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Sen. Bernie Sanders has harshly criticized his right-wing colleagues for refusing to join the rest of the Democratic Party in backing Biden's agenda. (Photo: Mandel Ngan/AFP/Getty Images)

'It's Not Coming Out': Bernie Sanders Stands Firm on Medicare Expansion

"It's what the American people want and, after waiting over 50 years, what they are going to get."

Julia Conley

Sen. Bernie Sanders on Saturday was quick to push back on reporting that two of the most popular provisions in President Joe Biden's Build Back Better plan—an expansion of Medicare benefits and guaranteed paid family leave—are poised to be dropped from the proposal due to objections from right-wing Democrats.
 
"It's not coming out," Sanders said of a measure that would expand Medicare to cover dental, hearing, and vision care for tens of millions of older Americans—a proposal he has pushed for years and which is supported by 84% of Americans including nearly nine in 10 Democratic voters.
 
 
Politico reported late Saturday that amid negotiations between the White House and Democrats which left the president announcing at a town hall on Thursday that the package may include only four weeks of paid leave instead of 12 as well as leaving out tuition-free community college and a clean electricity program, further discussions have led the White House to consider dropping paid leave and the Medicare expansion entirely.
 
A Democratic aide told the outlet that the inclusion of the two programs were "in flux" Saturday while the White House denied that they may be cut.
 

"It is inconceivable and unconscionable to me that there is any risk for a paid leave being on the chopping block... The fact that something this administration has run on and Congress has championed would not be a priority to me is unbelievable."

"It is inconceivable and unconscionable to me that there is any risk for a paid leave being on the chopping block, considering the ongoing pandemic, the women's jobs crisis, the care tsunami, the birth rate issues—all of the combined and overlapping crises deepening racial and gender inequality," Dawn Huckelbridge, director of Paid Leave for All, told Politico. "The fact that something this administration has run on and Congress has championed would not be a priority to me is unbelievable."

Sanders and other progressives have spent months defending the provisions in the $3.5 trillion, 10-year investment in climate action and social supports for lower- and middle-income families.
 
Despite saying in January that he would back a $4 trillion infrastructure package, Sen. Joe Manchin (D-W.V.) is holding up passage of the bill, insisting he will now only support $1.5 trillion in social spending.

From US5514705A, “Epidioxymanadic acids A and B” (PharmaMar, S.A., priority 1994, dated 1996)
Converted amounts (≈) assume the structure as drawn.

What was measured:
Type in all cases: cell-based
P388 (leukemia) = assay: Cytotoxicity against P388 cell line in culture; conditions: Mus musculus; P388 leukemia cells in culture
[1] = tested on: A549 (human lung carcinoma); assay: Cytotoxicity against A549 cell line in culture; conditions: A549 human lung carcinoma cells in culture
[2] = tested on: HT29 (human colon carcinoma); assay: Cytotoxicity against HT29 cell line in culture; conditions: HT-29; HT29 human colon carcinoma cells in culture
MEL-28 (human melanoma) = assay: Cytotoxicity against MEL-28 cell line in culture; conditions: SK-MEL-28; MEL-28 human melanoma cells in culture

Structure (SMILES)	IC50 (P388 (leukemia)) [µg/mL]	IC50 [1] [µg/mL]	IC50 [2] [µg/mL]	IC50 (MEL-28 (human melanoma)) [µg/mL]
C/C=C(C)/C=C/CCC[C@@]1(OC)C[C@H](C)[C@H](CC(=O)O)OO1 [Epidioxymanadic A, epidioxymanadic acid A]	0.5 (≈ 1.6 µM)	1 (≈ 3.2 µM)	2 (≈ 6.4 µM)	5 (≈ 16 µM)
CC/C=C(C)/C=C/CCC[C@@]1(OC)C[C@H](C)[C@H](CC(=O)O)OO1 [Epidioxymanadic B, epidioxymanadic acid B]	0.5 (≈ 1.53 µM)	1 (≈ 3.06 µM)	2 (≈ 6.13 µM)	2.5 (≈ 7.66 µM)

Sanders has harshly criticized Manchin and Sen. Kyrsten Sinema (D-Ariz.)—another conservative Democrat who is refusing to join the rest of the party in backing Biden's agenda—comparing their conduct to his hypothetical refusal to support the Build Back Better plan unless it included Medicare for All.
 
"My strong criticism is it is wrong when the American people, when the President of the United States, when 96% of your colleagues want to go forward—it is wrong to obstruct," Sanders said earlier this month.
 
Thanks to Manchin and Sinema, author and activist Don Winslow tweeted, the party is prepared to drop two of the most widely supported measures from the president's agenda.
 
"They work for Mitch McConnell and big corporations," said Winslow of the senators.
 
One paid leave expert questioned whether the White House is doing enough to defend the priorities that have been gradually weakened during negotiations with Manchin, Sinema, and other conservative Democrats.
 

"I want to know whether [Biden] is putting his weight behind [paid leave] when he's behind closed doors with Sen. Manchin and others that he’s negotiating with," Vicki Shabo, a senior fellow at the think tank New America, told Politico.

The reporting about the status of the negotiations, which were ongoing Sunday, came as the New York Times echoed the warning repeated for months by progressives regarding the potential failure to pass an agenda that provides far-reaching support for the voters who sent Biden to the White House and gave the Democratic Party control of the House and Senate last year.
 
"Strategists say enthusiasm among core Democratic voters is critical to defeating the Republican Party in the midterm elections of 2022 (and perhaps [former President Donald Trump], its leader, two years later)," reported the Times. "If crucial parts of the president's coalition remain unhappy because they are disappointed in the compromise bill, that could threaten Democratic hopes to remain in power in Congress and the White House."

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